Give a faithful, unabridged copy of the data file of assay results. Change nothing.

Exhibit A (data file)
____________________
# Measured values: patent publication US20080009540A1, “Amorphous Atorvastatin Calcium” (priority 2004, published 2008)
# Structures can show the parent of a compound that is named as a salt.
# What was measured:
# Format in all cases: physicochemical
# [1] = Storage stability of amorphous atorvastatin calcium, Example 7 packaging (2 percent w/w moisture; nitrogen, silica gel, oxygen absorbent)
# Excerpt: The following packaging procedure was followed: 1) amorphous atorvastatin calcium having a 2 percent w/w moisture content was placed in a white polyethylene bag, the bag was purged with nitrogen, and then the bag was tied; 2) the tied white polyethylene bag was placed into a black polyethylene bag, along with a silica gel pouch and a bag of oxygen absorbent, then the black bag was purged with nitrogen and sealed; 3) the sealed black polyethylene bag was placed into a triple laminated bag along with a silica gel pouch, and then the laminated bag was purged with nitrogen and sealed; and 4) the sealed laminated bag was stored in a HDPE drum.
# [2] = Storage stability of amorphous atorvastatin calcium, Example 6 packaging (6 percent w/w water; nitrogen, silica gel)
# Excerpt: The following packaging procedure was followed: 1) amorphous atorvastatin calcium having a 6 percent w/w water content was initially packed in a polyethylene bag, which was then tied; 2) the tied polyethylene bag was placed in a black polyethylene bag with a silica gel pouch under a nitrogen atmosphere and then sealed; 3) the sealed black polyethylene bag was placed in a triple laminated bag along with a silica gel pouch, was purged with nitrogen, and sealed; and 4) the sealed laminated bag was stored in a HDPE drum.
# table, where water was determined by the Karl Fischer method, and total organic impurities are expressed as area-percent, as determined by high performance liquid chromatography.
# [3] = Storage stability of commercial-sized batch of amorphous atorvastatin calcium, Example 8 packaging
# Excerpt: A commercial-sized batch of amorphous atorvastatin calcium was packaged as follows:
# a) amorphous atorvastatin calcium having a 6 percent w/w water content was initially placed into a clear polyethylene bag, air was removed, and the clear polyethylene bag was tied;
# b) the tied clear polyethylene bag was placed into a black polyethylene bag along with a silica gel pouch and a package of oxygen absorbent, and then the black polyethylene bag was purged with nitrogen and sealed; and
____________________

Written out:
# Measured values: patent publication US20080009540A1, “Amorphous Atorvastatin Calcium” (priority 2004, published 2008)
# Structures can show the parent of a compound that is named as a salt.
# What was measured:
# Format in all cases: physicochemical
# [1] = Storage stability of amorphous atorvastatin calcium, Example 7 packaging (2 percent w/w moisture; nitrogen, silica gel, oxygen absorbent)
# Excerpt: The following packaging procedure was followed: 1) amorphous atorvastatin calcium having a 2 percent w/w moisture content was placed in a white polyethylene bag, the bag was purged with nitrogen, and then the bag was tied; 2) the tied white polyethylene bag was placed into a black polyethylene bag, along with a silica gel pouch and a bag of oxygen absorbent, then the black bag was purged with nitrogen and sealed; 3) the sealed black polyethylene bag was placed into a triple laminated bag along with a silica gel pouch, and then the laminated bag was purged with nitrogen and sealed; and 4) the sealed laminated bag was stored in a HDPE drum.
# [2] = Storage stability of amorphous atorvastatin calcium, Example 6 packaging (6 percent w/w water; nitrogen, silica gel)
# Excerpt: The following packaging procedure was followed: 1) amorphous atorvastatin calcium having a 6 percent w/w water content was initially packed in a polyethylene bag, which was then tied; 2) the tied polyethylene bag was placed in a black polyethylene bag with a silica gel pouch under a nitrogen atmosphere and then sealed; 3) the sealed black polyethylene bag was placed in a triple laminated bag along with a silica gel pouch, was purged with nitrogen, and sealed; and 4) the sealed laminated bag was stored in a HDPE drum.
# table, where water was determined by the Karl Fischer method, and total organic impurities are expressed as area-percent, as determined by high performance liquid chromatography.
# [3] = Storage stability of commercial-sized batch of amorphous atorvastatin calcium, Example 8 packaging
# Excerpt: A commercial-sized batch of amorphous atorvastatin calcium was packaged as follows:
# a) amorphous atorvastatin calcium having a 6 percent w/w water content was initially placed into a clear polyethylene bag, air was removed, and the clear polyethylene bag was tied;
# b) the tied clear polyethylene bag was placed into a black polyethylene bag along with a silica gel pouch and a package of oxygen absorbent, and then the black polyethylene bag was purged with nitrogen and sealed; and